Table 1 Amplification efficiency of standard curves in candidate reference genes and target gene

Expression levels of various reference genes

The mRNA expression of the six candidate reference genes was measured in the seven tissues of fetus (GD 70 and 85), neonates (PND1) and 4-week-old piglets (PND28). Supplementary Table 1 shows the average Ct values, minimum or maximum values of each gene. The six candidate reference genes showed Ct values ranging 13.93 to 26.09. β-actin and 18S were relatively highly expressed genes, with Ct values ranging 13.93 to 18.63 and 14.86 to 18.94, respectively. HMBS and HPRT1 were the relatively least expressed, with Ct values ranging 18.12 to 26.09 and 21.34 to 24.98, respectively.

Analysis of the Ct values distribution of each candidate reference gene across the different tissues showed that HPRT1 and 18S genes had lower standard deviation value, which means similar levels of HPRT1 and 18S were expressed in the seven tissues, regardless of the developmental stage (Supplementary Table 1 and Fig. 1). In contrast, HMBS and GAPDH genes had higher SD value (Supplementary Table 1 and Fig. 1). The Ct values of all six candidate reference genes were altered across the different tissues.

Fig. 1
figure 1

Distribution of Ct values of each reference gene across the different tissues of minipig. The expression levels are shown as median (middle line), 25th to 75th percentiles (boxes), and range (whiskers) for 15 animals of GD70 (n = 4), GD85 (n = 5), PND1 (n = 3), and PND28 (n = 3). (n = 15 per tissue)

Next, the Ct values of candidate reference genes were analyzed according to the developmental stages (Fig. 2). Four candidate reference genes except for B2M and 18S showed no differences in average Ct values, which means these four genes were stably expressed at all these developmental stages. The average Ct values significantly decreased over time in B2M gene and 18S showed a little bit higher Ct value on PND1, compared to the Ct values of other stages (Supplementary Table 1 and Fig. 2).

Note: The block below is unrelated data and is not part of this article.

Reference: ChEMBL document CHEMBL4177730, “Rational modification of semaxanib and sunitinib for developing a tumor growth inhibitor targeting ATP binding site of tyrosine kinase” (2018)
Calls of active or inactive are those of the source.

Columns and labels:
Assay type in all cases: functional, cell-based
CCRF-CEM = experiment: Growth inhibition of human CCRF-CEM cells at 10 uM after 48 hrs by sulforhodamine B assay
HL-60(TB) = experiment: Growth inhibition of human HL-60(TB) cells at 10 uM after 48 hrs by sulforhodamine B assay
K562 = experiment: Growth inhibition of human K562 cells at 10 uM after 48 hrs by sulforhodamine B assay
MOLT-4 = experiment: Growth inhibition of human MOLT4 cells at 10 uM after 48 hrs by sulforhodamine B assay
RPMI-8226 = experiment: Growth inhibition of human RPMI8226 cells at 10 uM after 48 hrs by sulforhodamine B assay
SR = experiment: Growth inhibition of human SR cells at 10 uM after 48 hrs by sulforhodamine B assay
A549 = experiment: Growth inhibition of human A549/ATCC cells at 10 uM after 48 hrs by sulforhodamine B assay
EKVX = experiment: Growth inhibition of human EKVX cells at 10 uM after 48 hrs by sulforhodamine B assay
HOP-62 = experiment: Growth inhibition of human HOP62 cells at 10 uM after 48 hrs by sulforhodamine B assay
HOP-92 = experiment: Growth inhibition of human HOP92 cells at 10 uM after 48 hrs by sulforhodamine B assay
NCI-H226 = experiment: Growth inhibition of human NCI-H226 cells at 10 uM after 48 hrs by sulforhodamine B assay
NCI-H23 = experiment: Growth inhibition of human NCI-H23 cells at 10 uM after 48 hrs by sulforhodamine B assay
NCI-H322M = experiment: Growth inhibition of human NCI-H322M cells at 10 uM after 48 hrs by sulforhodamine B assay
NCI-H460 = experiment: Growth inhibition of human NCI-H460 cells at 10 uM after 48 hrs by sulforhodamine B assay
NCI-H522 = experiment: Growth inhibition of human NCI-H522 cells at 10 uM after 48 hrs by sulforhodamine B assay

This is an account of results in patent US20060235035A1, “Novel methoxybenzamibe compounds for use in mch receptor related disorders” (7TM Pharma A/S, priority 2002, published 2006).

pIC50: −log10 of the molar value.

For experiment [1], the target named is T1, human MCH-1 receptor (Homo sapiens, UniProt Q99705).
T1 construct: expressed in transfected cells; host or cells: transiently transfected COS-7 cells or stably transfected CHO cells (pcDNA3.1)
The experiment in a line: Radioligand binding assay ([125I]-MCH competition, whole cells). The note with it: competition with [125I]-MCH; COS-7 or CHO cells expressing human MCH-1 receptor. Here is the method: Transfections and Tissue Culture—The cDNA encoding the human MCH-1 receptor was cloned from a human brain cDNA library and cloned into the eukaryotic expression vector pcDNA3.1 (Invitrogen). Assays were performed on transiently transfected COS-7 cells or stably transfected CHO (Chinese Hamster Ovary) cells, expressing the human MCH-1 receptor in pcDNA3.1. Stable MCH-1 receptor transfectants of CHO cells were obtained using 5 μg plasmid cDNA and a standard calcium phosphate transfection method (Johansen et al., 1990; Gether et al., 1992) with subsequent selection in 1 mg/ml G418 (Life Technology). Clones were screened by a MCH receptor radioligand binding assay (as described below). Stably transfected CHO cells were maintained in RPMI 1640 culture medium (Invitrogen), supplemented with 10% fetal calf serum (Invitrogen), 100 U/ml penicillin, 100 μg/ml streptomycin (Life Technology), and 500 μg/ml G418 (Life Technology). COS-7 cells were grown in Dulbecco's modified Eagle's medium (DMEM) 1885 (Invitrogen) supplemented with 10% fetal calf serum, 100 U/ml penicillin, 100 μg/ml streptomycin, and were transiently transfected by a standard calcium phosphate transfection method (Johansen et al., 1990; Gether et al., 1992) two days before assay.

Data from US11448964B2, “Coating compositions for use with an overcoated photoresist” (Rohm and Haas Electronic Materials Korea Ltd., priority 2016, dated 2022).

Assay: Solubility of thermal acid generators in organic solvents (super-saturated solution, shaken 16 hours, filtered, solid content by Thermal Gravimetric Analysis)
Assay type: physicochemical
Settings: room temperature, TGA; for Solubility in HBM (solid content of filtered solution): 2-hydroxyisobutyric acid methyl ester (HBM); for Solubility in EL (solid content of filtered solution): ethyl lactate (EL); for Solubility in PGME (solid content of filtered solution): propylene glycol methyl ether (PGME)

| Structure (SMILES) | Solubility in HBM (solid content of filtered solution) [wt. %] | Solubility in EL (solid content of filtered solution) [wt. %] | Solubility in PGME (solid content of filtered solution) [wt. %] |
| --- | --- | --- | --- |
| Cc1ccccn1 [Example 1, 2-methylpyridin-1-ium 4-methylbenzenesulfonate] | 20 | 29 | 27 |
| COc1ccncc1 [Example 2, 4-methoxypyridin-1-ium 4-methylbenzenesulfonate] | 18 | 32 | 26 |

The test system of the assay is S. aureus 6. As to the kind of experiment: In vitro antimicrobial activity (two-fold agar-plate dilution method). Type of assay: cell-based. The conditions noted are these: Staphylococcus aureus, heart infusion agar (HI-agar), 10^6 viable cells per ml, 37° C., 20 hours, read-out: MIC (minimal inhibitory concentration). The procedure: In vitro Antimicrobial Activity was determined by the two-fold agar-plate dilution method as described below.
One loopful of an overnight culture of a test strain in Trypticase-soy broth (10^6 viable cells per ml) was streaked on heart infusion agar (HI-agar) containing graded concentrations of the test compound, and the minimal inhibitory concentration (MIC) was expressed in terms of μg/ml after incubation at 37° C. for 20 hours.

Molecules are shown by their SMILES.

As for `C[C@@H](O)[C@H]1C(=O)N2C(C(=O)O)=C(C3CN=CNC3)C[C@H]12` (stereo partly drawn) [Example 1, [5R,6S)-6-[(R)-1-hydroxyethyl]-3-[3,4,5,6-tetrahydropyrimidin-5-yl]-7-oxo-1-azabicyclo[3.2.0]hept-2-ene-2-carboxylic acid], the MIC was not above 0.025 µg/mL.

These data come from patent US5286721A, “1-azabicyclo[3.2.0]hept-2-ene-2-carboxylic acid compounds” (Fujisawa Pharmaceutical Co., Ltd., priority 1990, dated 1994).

Fig. 2
figure 2

Distribution of Ct values of the reference genes at each developmental stage of minipig. The expression levels are shown as median (middle line), 25th to 75th percentiles (boxes), and range (whiskers) (n = 28 on GD70, n = 35 on GD85, n = 21 on PND1, and n = 21 on PND28)

Assessment of the expression stability of reference genes using web-based analysis tools

Reference genes are expected to be consistently expressed with low variation in samples. To evaluate the expression stability of candidate reference genes, statistical algorithms, BestKeeper, delta Ct, geNorm, Normfinder, and RefFinder, were employed. Using BestKeeper algorithm, the order of gene stability in all samples was as follows: HPRT1 > 18S > β-actin > GAPDH > B2M > HMBS (Table 2). The BestKeeper algorithm showed that the five candidate reference genes are considered stably expressed, excepting HMBS with SD higher than 1 [14]. The calculated stability index of delta Ct, geNorm, and Normfinder algorithms designated HPRT1 as the most stable gene, followed by 18S, β-actin, B2M, GAPDH, and HMBS (Table 3). The recommended comprehensive ranking calculated by RefFinder, which automatically calculates the geometric mean of ranking values obtained from the aforementioned these four algorithms, was also concordant with this ranking. Only BestKeeper showed swapped place of GAPDH and B2M (Table 3)

Table 2 Descriptive statistics and pairwise correlation of the six reference genes analyzed by BestKeeper algorithm
Table 3 Expression stability values of candidate reference genes in all samples